19th January 2017
The “cover price” of Cornwall Reports is to be less than 9 pence per day, following a successful Crowdfunding campaign which has secured the website’s future for at least the next three months.
From midnight on 31st January, new subscribers will be directed to a paywall which will offer a variety of payment models.
The best value is a £30 annual subscription, which equates to less than 9 pence per day – half the price of a local weekly newspaper, and nearly one tenth the price of a regional daily. Cornwall Reports is updated throughout the day.
Alternative tariffs, which might suit more casual readers, start at £1 per week. The Cornwall Reports project, which offers a quality news service, without adverts, is the first local news venture of its kind in Britain.
New subscribers will be able to read a maximum of five articles each month before they are asked to pay.
Supporters can continue to make donations via a button on the front page. Readers who donated to the Crowdfunding appeal, or who have already donated through the front page button, will automatically become subscribers without further payment. Unless they have requested anonymity, or indicated otherwise, their names will be included in a “Hall of Fame” to be published in the website shortly.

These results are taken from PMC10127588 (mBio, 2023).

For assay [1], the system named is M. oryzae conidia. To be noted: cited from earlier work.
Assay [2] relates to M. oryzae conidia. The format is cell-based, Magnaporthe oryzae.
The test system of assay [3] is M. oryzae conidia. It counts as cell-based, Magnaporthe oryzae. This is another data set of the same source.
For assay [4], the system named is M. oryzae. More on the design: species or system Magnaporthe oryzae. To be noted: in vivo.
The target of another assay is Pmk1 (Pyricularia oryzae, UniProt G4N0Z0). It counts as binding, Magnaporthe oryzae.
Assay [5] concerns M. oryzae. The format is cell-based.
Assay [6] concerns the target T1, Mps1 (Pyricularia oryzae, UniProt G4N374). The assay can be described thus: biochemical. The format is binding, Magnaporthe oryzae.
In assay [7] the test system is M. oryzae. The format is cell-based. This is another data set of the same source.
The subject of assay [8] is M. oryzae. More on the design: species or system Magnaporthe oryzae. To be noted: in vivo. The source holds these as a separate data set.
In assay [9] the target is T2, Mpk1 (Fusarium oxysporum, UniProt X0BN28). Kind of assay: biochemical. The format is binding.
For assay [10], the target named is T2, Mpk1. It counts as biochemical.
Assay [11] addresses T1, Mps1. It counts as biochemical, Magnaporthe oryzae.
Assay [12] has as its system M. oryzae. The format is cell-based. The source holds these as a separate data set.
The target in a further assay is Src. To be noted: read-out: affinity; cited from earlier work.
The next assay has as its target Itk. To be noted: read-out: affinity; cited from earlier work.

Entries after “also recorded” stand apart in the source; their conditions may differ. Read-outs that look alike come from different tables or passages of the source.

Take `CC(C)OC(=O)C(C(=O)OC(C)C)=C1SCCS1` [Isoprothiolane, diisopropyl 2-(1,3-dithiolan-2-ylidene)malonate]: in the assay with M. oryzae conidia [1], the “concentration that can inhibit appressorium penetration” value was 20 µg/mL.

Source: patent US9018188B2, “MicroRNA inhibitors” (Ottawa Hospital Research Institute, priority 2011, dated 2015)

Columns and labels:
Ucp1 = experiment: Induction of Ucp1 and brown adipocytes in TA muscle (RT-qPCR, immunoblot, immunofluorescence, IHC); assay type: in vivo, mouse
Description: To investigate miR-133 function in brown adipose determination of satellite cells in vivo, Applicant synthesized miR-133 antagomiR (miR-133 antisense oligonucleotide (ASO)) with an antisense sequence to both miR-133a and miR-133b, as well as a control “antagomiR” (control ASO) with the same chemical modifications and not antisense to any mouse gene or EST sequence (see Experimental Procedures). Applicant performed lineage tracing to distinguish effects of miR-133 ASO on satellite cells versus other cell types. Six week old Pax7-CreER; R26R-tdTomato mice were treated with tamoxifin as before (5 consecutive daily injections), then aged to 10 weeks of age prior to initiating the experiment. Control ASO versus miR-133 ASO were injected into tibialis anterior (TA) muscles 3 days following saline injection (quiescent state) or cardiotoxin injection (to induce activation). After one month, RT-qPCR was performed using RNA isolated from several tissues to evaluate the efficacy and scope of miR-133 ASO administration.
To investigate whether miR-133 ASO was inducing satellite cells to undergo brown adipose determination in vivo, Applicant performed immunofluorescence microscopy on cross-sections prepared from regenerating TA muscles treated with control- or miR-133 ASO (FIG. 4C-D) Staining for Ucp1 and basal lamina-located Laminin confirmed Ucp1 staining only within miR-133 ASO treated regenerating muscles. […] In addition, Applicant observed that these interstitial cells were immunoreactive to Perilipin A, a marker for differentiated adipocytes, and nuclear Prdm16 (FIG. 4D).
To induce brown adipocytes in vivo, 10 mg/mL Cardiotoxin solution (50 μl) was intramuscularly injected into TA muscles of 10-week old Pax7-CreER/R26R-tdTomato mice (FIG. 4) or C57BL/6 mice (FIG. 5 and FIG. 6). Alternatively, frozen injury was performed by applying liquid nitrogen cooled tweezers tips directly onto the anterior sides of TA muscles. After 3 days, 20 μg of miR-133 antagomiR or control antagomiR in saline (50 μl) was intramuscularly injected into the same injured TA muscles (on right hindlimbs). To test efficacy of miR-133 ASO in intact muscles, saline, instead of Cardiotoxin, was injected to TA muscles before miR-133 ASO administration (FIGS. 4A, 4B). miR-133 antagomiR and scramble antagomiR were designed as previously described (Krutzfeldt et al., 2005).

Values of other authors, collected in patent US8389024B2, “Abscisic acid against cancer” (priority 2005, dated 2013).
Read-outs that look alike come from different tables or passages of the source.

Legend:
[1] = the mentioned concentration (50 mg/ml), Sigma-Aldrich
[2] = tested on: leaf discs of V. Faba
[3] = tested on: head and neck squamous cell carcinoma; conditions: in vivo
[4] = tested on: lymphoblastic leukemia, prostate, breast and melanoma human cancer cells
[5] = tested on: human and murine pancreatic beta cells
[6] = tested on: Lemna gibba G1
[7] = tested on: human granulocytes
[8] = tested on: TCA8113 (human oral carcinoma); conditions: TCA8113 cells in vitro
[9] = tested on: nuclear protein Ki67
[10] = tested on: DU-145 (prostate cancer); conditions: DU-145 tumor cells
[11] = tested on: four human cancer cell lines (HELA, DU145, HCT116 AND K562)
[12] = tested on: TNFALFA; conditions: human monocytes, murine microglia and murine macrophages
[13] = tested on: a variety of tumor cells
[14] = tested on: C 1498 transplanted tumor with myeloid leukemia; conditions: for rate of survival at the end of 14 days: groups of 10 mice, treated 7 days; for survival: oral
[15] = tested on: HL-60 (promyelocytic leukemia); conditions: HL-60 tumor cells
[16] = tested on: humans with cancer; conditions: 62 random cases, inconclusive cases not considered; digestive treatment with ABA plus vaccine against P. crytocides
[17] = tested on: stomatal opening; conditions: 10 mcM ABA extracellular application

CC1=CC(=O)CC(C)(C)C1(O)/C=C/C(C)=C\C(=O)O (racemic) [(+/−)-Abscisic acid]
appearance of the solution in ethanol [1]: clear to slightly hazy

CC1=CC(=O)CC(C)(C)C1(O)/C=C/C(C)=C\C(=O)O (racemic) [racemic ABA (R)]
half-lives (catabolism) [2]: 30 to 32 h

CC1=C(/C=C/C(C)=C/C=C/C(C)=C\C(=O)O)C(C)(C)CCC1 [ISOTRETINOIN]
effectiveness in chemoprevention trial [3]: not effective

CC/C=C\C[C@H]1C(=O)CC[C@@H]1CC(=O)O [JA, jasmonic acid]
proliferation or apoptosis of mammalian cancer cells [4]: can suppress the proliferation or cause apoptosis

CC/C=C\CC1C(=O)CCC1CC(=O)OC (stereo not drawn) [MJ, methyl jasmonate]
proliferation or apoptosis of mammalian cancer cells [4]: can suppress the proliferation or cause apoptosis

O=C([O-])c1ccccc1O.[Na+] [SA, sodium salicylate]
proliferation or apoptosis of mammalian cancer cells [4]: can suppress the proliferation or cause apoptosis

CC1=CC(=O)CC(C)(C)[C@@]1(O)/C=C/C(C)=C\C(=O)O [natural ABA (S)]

Plans for local news pages
Editor Graham Smith said he planned to introduce local news pages as soon as possible. “Cornwall Reports was designed to serve the whole of Cornwall, and there is no shortage of news stories which are sufficiently important to meet that criteria,” he said.
“But at the same time I recognise that people have a real appetite for more community-focussed stories. I am looking at ways to set up pages specifically for this kind of content. It might take several months. But it is definitely part of the plan.
”I think the Cornwall-wide news has to take priority. But the beauty of a local news website is that it can grow to become whatever we want – or can afford!”
The Cornwall Reports letters page is now open to contributors. At the moment, the website does not plan to publish “comments” on a story-by-story basis but will link to comments published on its dedicated letters page. Contributors will have to provide their real identity, and their town or village, but not a full address.
“There is no place for anonymous trolling on Cornwall Reports,” said Smith. “But I welcome comment and debate on any topic. So if readers wish to observe on anything we’ve published, or if they would like to raise a new issue, the letters page is the place to go.”
The Cornwall Reports finances do not yet stretch to hiring any staff, but Smith said he was keen to involve as many people as possible as the website grows. “Until a few months ago I had no idea how to design a website,” he said. “I’m sure most website professionals would look at my efforts and say that is still the case. But if anyone has appropriate skills, and would like to help, I’d be enormously grateful.
“It might be that someone has marketing expertise and can help us reach sales targets. It might be that someone is really good at using social media and can help promote Cornwall Reports that way. It might be that some skills are transferable and that somebody could help Cornwall Reports in other ways we might not have thought about yet.
“In the first instance, an email to email@example.com will at the very least get a grateful reply.”